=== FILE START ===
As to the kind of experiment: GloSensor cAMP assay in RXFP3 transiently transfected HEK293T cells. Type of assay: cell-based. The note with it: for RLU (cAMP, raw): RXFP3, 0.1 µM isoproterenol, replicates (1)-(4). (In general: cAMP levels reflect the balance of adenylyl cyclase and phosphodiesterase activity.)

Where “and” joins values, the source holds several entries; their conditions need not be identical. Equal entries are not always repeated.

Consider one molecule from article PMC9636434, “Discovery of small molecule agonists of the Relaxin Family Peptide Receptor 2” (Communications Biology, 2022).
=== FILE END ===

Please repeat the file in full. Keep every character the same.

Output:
As to the kind of experiment: GloSensor cAMP assay in RXFP3 transiently transfected HEK293T cells. Type of assay: cell-based. The note with it: for RLU (cAMP, raw): RXFP3, 0.1 µM isoproterenol, replicates (1)-(4). (In general: cAMP levels reflect the balance of adenylyl cyclase and phosphodiesterase activity.)

Where “and” joins values, the source holds several entries; their conditions need not be identical. Equal entries are not always repeated.

Consider one molecule from article PMC9636434, “Discovery of small molecule agonists of the Relaxin Family Peptide Receptor 2” (Communications Biology, 2022).